June 18, 2021

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2021 BMW 2-Series

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What kind of vehicle is the 2021 BMW 2-Series? What does it compare to?

The 2-Series is the entry point to the BMW lineup; it’s available in coupe, convertible, and Gran Coupe (think low-roof sedan) forms. 

The Mercedes-Benz CLA and A-Class cars are natural rivals, plus there’s the Audi A3 range and the Cadillac CT4. 

Review continues below

Is the 2021 BMW 2-Series a good car?

The 2-Series is really a tale of two cars: The coupe and convertible ride on a rear-drive platform that gives them excellent handling and performance, while the (mostly) all-wheel-drive Gran Coupe is actually more closely related to the X1 crossover SUV. 

Overall, we rate the 2021 2-Series at 6.0 out of 10, drawing our conclusions from the Gran Coupe, as it’s the more popular and practical of the lineup. The coupes and convertibles might rate a little higher given their sporty handling. (Read more about how we rate cars.)

What’s new for the 2021 BMW 2-Series?

The 2-Series lineup is mostly unchanged for 2021, aside from some minor option package tweaks and a $200 to $600 price hike for most versions. A new 228i Gran Coupe base model with front-wheel drive has been added to the range, though you’re unlikely to find one on a dealer’s lot outside of California, Arizona, Texas, Georgia, or Florida. We’ve still not warmed up to the idea of a front-wheel-drive BMW, either. 

The Gran Coupe has an evocative shape with a silhouette that does a reasonable job of disguising its rear doors. Convertibles and two-door coupes are more conservatively styled. Inside, dashboards are organized logically and materials are good, though dressing up with extra-cost leather and unique trim finishes helps these little BMWs feel more special.

Underhood you’ll find a turbo-4 in 228i Gran Coupe and 230i convertible and coupe models that spins out plenty of power for most drivers. The M235i Gran Coupe and M240i coupe/convertible toss in a buttoned-down suspension but differ dramatically when it comes to putting power to the ground. The M235i uses a beefed-up turbo-4 with 301 horsepower, while the M240i throws in a tire-squealing turbo-6 with 335 hp. Fuel consumption goes up with power, though base cars will easily top 30 mpg on the highway.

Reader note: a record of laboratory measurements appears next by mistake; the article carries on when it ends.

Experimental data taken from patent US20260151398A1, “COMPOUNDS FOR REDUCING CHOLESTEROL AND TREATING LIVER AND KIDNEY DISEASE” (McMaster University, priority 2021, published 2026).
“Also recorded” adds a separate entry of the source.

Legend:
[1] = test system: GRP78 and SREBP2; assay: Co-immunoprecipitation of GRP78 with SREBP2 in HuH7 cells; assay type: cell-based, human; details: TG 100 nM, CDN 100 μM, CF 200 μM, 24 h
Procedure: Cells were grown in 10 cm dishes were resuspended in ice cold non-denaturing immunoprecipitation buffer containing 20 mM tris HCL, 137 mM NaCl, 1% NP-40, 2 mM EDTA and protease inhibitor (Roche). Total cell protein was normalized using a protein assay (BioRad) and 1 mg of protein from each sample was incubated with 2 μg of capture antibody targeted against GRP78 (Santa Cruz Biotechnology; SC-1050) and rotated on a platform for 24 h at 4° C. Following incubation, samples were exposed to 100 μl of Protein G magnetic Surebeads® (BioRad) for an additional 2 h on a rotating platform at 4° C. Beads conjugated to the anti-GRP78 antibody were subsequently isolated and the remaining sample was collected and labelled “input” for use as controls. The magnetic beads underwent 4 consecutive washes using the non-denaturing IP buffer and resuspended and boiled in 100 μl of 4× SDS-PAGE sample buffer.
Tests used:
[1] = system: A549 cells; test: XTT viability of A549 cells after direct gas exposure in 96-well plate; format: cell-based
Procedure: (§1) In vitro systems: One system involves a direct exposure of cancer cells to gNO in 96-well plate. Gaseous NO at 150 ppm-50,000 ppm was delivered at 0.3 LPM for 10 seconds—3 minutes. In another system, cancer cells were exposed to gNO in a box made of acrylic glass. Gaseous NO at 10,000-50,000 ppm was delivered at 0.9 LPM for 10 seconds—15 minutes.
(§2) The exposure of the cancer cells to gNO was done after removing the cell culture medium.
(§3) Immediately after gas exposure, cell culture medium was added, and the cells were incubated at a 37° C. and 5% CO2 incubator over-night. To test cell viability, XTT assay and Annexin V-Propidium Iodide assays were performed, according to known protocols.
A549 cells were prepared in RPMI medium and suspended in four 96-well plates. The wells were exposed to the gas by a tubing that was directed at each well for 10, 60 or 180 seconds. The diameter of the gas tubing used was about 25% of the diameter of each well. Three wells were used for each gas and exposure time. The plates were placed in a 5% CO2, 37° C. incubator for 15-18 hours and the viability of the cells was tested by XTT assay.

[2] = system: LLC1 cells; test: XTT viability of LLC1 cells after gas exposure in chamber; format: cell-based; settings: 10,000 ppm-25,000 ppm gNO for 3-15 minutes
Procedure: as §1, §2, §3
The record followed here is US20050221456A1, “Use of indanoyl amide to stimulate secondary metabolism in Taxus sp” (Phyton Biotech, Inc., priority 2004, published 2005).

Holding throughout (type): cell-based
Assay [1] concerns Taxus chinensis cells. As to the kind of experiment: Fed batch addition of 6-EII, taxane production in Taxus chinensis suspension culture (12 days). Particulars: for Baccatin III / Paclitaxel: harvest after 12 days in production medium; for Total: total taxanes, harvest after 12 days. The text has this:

The M2 sits at the top of the heap in coupe and convertible form only with a 405-hp version of the turbo-6 and track-ready suspension modifications. BMW only offers the M2 in Competition guise, Munich’s code for an especially stiff setup best left to track days or smooth pavement. 

Anything with a 2 affixed to its trunk is comfortable up front and just so-so at the rear. Predictably, coupes and convertibles are not ideal family cars—though we can’t blame you for dropping the top on the way to soccer practice in a convertible. 

All cars are pricey but equipped well enough against German rivals. BMW checks the basics when it comes to safety features like automatic emergency braking, but adaptive cruise control is a pricey option.  

How much does the 2021 BMW 2-Series cost?

The 2-Series lineup starts at about $37,000 for a base coupe, or around $2,000 more for a Gran Coupe. Options climb quickly, so plan to spend somewhere in the mid-to-low $40,000-range. A well-equipped M2 Competition can be yours for around $60,000, which is actually a good deal given its performance. 

Where is the 2021 BMW 2-Series made?

In Germany. 

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